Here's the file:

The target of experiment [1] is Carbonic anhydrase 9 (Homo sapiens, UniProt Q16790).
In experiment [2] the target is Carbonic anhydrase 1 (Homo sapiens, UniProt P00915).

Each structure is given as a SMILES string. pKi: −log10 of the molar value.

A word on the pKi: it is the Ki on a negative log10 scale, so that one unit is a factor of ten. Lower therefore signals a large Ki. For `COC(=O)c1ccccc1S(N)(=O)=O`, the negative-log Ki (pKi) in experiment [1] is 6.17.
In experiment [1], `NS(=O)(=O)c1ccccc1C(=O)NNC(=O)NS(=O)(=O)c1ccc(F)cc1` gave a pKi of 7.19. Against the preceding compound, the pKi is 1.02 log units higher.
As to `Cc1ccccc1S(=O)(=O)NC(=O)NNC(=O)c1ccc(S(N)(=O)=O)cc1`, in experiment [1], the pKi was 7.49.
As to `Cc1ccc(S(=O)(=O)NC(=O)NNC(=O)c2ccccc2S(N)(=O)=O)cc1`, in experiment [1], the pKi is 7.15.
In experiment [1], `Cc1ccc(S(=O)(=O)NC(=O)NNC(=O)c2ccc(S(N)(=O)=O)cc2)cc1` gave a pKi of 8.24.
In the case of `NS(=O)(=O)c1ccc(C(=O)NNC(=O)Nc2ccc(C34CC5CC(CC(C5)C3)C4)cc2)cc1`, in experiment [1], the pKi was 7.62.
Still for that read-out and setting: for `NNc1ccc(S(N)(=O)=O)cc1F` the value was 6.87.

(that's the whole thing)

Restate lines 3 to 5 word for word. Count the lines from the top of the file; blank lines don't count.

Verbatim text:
Each structure is given as a SMILES string. pKi: −log10 of the molar value.

A word on the pKi: it is the Ki on a negative log10 scale, so that one unit is a factor of ten. Lower therefore signals a large Ki. For `COC(=O)c1ccccc1S(N)(=O)=O`, the negative-log Ki (pKi) in experiment [1] is 6.17.
In experiment [1], `NS(=O)(=O)c1ccccc1C(=O)NNC(=O)NS(=O)(=O)c1ccc(F)cc1` gave a pKi of 7.19. Against the preceding compound, the pKi is 1.02 log units higher.